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People might have missed this among the excitement about Saudi Aramco's bond prospectus, but it's potentially a big deal:

Saudi Arabia has only about a third of the natural gas we thought it did. #oott

Important preamble: Aramco's accounts are the biggest secret in the world energy industry, hence the excitement about this prospectus. Most figures out there were previously just very good guesswork.
The figure I knew of before this was the one in BP's Statistical Review, a sort of handbook/bible for the energy industry: 283 trillion cubic feet.

For comparison, Exxon Mobil has iirc the biggest gas reserves among independent oil companies, at about 51 trillion cu ft.
Well, BP was too generous.

The kingdom's own reserve estimate comes in a whole Exxon Mobil's-worth lower, at 234tr cu ft.

But wait! Aramco has a separate, lower figure: 186tr cu ft, another Exxon Mobil below the government number.
That still needs discounting.

A load of that gas will never be sold. Instead it will be flared off, or pumped back underground to drive out more crude, or burned as fuel onsite, or simply lost to leakage because it costs too much to recover.
The best figure for gas Aramco can actually sell to customers is about 101tr cu ft, not much more than a third of what we thought they had a couple of days ago.
This matters because Saudi Arabia is one of the world's biggest gas consumers, and its consumption is accelerating.

It's currently no. 7 after the EU, U.S., Russia, China, Canada, and Japan. It should overtake Japan in a year or two.
Saudi knows the oil era will end. So it's trying to sell as many barrels to foreigners first (meaning less oil-fired and more gas-fired domestic generation) and trying to diversify into downstream industries like chemicals and metal processing (using gas as fuel and feedstock).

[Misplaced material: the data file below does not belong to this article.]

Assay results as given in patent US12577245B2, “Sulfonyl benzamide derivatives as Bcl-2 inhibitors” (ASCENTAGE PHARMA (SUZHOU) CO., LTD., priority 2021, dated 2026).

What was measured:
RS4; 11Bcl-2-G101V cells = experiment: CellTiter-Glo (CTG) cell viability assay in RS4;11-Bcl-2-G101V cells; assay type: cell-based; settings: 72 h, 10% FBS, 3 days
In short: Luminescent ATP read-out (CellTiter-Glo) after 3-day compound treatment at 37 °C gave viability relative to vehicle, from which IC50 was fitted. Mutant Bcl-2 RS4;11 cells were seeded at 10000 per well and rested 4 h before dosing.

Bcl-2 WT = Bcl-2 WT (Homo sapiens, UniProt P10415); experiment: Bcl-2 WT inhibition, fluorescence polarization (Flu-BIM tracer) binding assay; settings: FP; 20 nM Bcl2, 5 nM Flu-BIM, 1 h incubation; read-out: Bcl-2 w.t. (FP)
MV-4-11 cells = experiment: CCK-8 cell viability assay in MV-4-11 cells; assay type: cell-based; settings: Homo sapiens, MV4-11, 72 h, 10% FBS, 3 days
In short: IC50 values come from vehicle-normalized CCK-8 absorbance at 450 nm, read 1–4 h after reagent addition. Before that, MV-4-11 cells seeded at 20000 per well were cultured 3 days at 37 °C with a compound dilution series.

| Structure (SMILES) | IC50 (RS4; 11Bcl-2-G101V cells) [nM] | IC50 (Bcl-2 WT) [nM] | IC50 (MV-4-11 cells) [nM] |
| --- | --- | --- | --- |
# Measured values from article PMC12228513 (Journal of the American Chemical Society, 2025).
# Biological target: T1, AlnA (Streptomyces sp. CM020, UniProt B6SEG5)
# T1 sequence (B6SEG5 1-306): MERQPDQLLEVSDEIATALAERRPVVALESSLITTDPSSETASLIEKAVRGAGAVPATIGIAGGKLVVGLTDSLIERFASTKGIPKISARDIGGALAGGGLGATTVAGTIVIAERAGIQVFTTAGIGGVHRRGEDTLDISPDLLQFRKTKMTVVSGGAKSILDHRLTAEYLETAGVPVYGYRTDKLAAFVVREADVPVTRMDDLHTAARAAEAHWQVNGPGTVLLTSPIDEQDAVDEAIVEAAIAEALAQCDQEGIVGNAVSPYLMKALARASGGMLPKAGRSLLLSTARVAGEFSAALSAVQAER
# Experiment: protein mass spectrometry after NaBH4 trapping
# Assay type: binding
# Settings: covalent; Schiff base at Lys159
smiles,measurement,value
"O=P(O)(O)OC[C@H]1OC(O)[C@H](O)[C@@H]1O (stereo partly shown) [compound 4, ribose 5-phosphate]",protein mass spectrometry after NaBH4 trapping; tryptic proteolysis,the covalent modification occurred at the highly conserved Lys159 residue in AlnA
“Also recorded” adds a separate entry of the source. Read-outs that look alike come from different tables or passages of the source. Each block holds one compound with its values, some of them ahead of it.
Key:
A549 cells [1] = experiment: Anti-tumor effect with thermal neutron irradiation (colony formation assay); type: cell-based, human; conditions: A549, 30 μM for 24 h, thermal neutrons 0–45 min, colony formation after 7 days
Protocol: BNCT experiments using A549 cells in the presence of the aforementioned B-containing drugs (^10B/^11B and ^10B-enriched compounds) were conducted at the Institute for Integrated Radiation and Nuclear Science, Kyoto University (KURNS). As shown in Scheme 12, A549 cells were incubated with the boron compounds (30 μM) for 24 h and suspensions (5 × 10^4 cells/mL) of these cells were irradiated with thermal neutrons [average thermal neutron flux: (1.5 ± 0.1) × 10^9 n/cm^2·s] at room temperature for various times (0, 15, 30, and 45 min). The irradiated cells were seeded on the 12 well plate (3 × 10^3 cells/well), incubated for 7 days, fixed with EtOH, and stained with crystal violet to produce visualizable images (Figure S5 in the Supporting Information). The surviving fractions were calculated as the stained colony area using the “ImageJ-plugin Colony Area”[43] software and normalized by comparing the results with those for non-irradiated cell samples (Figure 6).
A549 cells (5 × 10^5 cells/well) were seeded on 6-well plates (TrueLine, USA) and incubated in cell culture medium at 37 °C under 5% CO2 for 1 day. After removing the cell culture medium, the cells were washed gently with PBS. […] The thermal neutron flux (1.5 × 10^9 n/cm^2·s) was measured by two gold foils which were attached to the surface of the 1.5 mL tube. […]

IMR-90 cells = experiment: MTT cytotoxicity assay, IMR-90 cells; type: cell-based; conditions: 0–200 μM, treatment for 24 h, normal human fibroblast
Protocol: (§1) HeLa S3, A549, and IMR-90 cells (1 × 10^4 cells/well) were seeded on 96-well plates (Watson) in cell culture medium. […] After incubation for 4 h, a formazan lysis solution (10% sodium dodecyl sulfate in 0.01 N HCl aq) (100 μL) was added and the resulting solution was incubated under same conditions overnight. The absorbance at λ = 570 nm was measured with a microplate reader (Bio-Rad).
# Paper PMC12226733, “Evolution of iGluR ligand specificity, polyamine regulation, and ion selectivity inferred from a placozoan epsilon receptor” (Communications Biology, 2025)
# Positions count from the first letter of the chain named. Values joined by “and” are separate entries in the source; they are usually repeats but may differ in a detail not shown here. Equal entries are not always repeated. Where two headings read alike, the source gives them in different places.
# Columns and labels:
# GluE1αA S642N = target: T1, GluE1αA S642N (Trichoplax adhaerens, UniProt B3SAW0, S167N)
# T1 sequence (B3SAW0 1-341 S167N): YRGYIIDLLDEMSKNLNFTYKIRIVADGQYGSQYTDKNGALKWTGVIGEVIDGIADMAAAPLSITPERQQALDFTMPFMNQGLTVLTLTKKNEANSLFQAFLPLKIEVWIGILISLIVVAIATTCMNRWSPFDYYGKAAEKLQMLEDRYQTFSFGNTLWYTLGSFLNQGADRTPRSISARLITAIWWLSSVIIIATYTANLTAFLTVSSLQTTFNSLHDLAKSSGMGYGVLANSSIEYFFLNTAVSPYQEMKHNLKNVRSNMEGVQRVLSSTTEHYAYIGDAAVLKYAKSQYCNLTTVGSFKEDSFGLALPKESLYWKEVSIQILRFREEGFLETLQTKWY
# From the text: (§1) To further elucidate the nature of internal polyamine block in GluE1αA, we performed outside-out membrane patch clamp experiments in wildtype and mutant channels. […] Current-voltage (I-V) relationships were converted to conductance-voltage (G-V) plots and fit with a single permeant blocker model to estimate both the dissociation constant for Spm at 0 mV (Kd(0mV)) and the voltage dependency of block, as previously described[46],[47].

Indeed, we have these Aramco numbers because it's issuing its first bond to fund buying 70% of state chemicals company Sabic, which is a big natural gas consumer: bloomberg.com/opinion/articl…
In theory Saudi could import gas, but (aside from the blow that would represent to the self-image of OPEC's swing producer) the trading partners aren't there.

40% of middle eastern gas reserves are held by Iran. Qatar has another third. Riyadh is on a near-war footing with both
There's probably a simple solution to this. Aramco didn't really bother looking for gas until a decade or so ago, so there's probably a lot of discoveries to be made.

It has the biggest exploration budget of oil majors after PetroChina and ONGC. Most of that is now going to gas.
Also, state-fixed gas prices were formerly $1.25/mmbtu, too low to encourage much exploration and development. From next year that resets to more than three times that level for gas fields.
So Aramco isn't facing any sort of crisis.

But exploring and developing gas -- especially the sort of offshore and unconventional pure-play gasfields that Aramco wants to develop -- is much more expensive than just sticking another derrick in its giant Ghawar oilfield.
If you're buying a 30-year bond on the basis of Aramco's ample current cashflows, that's something to think about. (ends)
Small postscript after working out the reasons for some of this discrepancy.

Most of the gap between the 283tr cu ft and 234tr cu ft figures is probably natural gas liquids.
This is produced from natural gas, and can be used for cooking, transport, and feedstock, but it's not itself natural gas, it's a third category (alongside condensate) between that and crude.

So it doesn't affect the supply-demand balance for natural gas outlined above.
That next gap down to 186tr cu ft is probably because of the disputed zone on the Saudi-Kuwait border. The kingdom counts that towards its reserves but Aramco doesn't.
One last update to this. You can get a good idea of where Aramco's gas reserves are by backing out the numbers from its reserve estimates below. Basically subtract column a from column b and multiply by 6,000 and you have cubic feet of natural gas:
What that shows is that the Ghawar oilfield alone has a third of Aramco's 186tr cu ft of gas reserves.

Add in the four other main oilfields and you're at about 46% of gas reserves as so-called associated gas, mixed in with crude.
This is much less useful because (a) it's harder to extract and more likely to be reused on site, and (b) production is at the mercy of Saudi's role as Opec's swing producer, which doesn't guarantee domestic consumers very good security of supply.
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